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Police have confirmed that the parents of a four-year-old boy who climbed into a gorilla’s enclosure could face criminal charges, after zoo staff were forced to kill the tragic animal. Harambe the 400lb gorilla was shot and killed by Cincinnati Zoo officials just one day after his 17th birthday, after the toddler climbed through barriers and came face to face with the ginormous creature.
The incident, which was captured on cell phone footage, has since gone viral and made international headlines. The death of Harambe and has also sparked an outcry of emotion on social media, with thousands of mourners branding it a ‘senseless death’.
Many are placing the blame squarely on the boy’s parents, with many calling their actions ‘neglectful’. They are yet to be charged but authorities say prosecutors could choose to indict them. Michelle Gregg, the mother of the boy, posted a message on Facebook saying: ‘I want to thank everyone for their thoughts and prayers today. What started off as a wonderful day turned into a scary one. For those of you that have seen the news or been on social media that was my son that fell in the gorilla exhibit at the zoo. God protected my child until the authorities were able to get to him.’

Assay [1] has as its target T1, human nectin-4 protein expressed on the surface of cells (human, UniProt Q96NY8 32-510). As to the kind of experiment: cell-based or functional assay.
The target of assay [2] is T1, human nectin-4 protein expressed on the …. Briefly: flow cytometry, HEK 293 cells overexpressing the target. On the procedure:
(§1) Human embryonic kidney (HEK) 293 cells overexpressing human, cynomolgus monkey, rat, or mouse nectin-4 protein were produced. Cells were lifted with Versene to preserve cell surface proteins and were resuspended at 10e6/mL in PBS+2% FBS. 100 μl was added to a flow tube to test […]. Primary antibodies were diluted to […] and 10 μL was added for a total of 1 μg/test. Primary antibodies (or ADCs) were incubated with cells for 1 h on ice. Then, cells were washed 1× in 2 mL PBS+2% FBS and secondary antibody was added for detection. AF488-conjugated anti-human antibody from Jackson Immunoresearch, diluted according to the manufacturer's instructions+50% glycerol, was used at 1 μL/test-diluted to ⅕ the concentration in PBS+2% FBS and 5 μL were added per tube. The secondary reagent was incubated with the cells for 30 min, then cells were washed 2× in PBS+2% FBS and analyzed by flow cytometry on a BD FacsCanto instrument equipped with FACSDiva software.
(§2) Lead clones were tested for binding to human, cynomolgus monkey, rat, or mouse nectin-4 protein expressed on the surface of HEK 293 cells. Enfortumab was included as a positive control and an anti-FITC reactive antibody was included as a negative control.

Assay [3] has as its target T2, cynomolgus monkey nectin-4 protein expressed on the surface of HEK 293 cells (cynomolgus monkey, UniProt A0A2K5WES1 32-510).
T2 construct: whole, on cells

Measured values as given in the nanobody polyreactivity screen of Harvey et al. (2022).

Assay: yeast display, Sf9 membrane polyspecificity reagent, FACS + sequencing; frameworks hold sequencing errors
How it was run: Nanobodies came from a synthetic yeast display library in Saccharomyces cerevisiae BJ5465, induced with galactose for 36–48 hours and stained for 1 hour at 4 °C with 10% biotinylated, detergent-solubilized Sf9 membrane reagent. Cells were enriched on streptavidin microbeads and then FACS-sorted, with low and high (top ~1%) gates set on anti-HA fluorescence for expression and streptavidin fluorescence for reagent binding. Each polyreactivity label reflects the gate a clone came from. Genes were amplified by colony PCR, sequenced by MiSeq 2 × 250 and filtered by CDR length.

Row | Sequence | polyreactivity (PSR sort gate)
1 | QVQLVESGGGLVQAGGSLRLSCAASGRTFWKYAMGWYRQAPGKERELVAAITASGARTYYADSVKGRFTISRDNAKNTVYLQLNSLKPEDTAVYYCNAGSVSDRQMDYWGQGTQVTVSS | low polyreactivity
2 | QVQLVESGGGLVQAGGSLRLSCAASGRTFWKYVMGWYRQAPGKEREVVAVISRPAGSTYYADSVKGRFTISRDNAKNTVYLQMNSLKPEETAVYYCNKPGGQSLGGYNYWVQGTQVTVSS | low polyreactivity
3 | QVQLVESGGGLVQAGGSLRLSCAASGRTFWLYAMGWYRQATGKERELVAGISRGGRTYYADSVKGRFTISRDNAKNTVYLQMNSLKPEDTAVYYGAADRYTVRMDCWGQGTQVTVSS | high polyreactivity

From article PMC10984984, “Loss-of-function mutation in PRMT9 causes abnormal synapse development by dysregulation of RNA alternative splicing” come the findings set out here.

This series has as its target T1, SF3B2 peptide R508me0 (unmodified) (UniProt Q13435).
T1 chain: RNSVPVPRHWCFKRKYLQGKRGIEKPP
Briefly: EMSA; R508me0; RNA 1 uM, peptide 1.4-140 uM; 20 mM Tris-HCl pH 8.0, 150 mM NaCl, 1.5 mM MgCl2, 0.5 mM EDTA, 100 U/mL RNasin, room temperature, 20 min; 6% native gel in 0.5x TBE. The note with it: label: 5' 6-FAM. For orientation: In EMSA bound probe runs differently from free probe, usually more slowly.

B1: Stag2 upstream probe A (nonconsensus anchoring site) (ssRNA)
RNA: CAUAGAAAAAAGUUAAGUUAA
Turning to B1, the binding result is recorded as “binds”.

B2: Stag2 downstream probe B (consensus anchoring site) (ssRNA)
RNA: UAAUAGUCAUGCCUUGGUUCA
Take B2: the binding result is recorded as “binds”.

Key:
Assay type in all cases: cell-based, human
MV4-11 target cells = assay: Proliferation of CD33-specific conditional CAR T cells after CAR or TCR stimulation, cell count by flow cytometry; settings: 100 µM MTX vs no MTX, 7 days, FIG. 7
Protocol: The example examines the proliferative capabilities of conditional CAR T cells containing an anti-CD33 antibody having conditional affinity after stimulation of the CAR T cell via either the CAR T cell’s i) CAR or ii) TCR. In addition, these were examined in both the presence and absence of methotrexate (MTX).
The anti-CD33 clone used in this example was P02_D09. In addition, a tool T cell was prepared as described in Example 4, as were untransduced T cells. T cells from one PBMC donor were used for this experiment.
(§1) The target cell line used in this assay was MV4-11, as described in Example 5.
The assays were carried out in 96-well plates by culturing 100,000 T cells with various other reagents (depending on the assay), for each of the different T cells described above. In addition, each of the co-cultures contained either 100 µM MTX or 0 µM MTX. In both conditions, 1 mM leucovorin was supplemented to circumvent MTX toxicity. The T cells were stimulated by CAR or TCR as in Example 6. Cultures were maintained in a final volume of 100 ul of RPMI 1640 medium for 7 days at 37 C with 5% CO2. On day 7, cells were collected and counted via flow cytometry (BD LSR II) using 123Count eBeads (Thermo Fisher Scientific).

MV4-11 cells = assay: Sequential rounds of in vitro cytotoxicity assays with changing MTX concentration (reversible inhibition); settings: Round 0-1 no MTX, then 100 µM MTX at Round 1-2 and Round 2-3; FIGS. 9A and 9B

‘My son is safe and was able to walk away with a concussion and a few scrapes… no broken bones or internal injuries…’
The mother of the boy who fell into a gorilla enclosure has spoken out after public backlash over the decision to kill Harambe the gorilla in order to save her son.
Michelle Gregg wrote on Facebook: ‘As a society we are quick to judge how a parent could take their eyes off of their child and if anyone knows me I keep a tight watch on my kids. Accidents happen but I am thankful that the right people were in the right place today.’
The family also released a statement to the media saying they had taken their son home after he was rushed to Cincinnati Children’s Hospital Medical Center with serious injuries. The statement read: ‘We are so thankful to the Lord that our child is safe. He is home and doing just fine. We extend our heartfelt thanks for the quick action by the Cincinnati Zoo staff. We know that this was a very difficult decision for them, and that they are grieving the loss of their gorilla. We hope that you will respect our privacy at this time.’
More than 80,000 people have already signed a Change.org petition calling for the boy’s parents to be ‘held accountable for their actions of not supervising their child’ – and blasting the zoo for putting Harambe down.